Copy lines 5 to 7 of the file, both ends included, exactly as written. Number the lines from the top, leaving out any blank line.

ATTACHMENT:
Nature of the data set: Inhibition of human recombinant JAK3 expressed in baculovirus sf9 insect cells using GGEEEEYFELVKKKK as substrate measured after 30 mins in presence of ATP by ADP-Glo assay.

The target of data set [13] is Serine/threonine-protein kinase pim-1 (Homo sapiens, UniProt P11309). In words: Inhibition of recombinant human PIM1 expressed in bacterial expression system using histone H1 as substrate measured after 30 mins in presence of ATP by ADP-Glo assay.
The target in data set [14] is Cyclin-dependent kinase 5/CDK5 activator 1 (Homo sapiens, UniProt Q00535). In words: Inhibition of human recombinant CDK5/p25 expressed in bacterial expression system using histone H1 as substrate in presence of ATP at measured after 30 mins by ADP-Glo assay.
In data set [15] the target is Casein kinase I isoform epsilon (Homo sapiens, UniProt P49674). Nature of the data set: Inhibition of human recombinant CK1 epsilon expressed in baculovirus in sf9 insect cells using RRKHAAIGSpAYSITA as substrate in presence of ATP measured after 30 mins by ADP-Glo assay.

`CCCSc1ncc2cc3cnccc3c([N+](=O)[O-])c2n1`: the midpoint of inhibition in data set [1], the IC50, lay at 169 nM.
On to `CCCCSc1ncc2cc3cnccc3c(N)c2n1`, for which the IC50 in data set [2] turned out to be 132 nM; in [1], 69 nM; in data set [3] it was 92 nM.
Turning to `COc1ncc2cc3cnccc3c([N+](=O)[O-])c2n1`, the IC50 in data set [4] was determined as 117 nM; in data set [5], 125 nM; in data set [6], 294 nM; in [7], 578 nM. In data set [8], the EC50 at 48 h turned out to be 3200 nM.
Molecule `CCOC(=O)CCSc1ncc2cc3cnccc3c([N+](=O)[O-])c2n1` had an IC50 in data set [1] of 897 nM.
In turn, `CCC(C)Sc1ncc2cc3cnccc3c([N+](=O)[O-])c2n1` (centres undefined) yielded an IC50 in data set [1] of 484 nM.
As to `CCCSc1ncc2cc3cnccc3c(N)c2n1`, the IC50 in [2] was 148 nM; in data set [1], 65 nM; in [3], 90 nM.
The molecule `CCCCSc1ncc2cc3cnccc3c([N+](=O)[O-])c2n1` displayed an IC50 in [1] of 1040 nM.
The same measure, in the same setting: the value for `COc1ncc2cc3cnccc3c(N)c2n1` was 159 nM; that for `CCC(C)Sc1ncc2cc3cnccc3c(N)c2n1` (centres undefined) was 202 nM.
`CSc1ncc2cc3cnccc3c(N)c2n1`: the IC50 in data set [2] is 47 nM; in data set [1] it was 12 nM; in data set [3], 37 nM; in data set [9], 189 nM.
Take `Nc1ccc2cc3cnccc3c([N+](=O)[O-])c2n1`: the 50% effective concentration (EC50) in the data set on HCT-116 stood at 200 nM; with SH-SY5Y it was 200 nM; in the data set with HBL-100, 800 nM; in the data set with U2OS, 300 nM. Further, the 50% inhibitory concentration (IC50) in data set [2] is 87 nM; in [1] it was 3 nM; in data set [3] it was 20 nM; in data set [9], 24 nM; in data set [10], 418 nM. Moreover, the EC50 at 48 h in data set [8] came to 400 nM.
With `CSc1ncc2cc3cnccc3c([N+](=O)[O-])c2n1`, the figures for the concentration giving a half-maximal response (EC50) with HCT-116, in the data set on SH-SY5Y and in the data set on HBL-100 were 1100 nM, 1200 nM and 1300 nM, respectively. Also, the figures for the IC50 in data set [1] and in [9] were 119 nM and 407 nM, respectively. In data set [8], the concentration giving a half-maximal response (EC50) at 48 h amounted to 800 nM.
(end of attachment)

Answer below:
`CCCSc1ncc2cc3cnccc3c([N+](=O)[O-])c2n1`: the midpoint of inhibition in data set [1], the IC50, lay at 169 nM.
On to `CCCCSc1ncc2cc3cnccc3c(N)c2n1`, for which the IC50 in data set [2] turned out to be 132 nM; in [1], 69 nM; in data set [3] it was 92 nM.
Turning to `COc1ncc2cc3cnccc3c([N+](=O)[O-])c2n1`, the IC50 in data set [4] was determined as 117 nM; in data set [5], 125 nM; in data set [6], 294 nM; in [7], 578 nM. In data set [8], the EC50 at 48 h turned out to be 3200 nM.